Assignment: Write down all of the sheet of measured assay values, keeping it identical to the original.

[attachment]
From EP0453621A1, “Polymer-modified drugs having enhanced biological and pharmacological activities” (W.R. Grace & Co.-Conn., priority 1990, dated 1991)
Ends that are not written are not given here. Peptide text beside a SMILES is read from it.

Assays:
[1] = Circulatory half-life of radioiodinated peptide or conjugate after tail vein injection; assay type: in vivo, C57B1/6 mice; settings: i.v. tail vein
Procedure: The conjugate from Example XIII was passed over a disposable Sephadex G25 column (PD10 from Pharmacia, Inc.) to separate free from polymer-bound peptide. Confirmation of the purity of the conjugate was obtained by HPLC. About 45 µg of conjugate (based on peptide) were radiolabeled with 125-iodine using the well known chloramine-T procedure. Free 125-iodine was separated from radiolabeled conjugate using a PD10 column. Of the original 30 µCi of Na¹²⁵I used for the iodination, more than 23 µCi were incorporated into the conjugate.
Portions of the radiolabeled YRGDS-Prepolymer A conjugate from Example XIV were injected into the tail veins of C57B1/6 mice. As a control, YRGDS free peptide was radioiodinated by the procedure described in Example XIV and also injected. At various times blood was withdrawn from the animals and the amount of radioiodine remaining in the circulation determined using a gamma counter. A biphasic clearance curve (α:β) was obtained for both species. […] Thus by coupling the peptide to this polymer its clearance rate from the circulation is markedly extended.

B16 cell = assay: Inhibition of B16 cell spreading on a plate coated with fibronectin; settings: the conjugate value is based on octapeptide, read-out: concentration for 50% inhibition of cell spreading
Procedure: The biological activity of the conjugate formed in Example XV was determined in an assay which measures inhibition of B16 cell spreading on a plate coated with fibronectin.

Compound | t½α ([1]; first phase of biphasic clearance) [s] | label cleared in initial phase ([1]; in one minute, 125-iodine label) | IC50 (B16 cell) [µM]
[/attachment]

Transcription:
From EP0453621A1, “Polymer-modified drugs having enhanced biological and pharmacological activities” (W.R. Grace & Co.-Conn., priority 1990, dated 1991)
Ends that are not written are not given here. Peptide text beside a SMILES is read from it.

Assays:
[1] = Circulatory half-life of radioiodinated peptide or conjugate after tail vein injection; assay type: in vivo, C57B1/6 mice; settings: i.v. tail vein
Procedure: The conjugate from Example XIII was passed over a disposable Sephadex G25 column (PD10 from Pharmacia, Inc.) to separate free from polymer-bound peptide. Confirmation of the purity of the conjugate was obtained by HPLC. About 45 µg of conjugate (based on peptide) were radiolabeled with 125-iodine using the well known chloramine-T procedure. Free 125-iodine was separated from radiolabeled conjugate using a PD10 column. Of the original 30 µCi of Na¹²⁵I used for the iodination, more than 23 µCi were incorporated into the conjugate.
Portions of the radiolabeled YRGDS-Prepolymer A conjugate from Example XIV were injected into the tail veins of C57B1/6 mice. As a control, YRGDS free peptide was radioiodinated by the procedure described in Example XIV and also injected. At various times blood was withdrawn from the animals and the amount of radioiodine remaining in the circulation determined using a gamma counter. A biphasic clearance curve (α:β) was obtained for both species. […] Thus by coupling the peptide to this polymer its clearance rate from the circulation is markedly extended.

B16 cell = assay: Inhibition of B16 cell spreading on a plate coated with fibronectin; settings: the conjugate value is based on octapeptide, read-out: concentration for 50% inhibition of cell spreading
Procedure: The biological activity of the conjugate formed in Example XV was determined in an assay which measures inhibition of B16 cell spreading on a plate coated with fibronectin.

Compound | t½α ([1]; first phase of biphasic clearance) [s] | label cleared in initial phase ([1]; in one minute, 125-iodine label) | IC50 (B16 cell) [µM]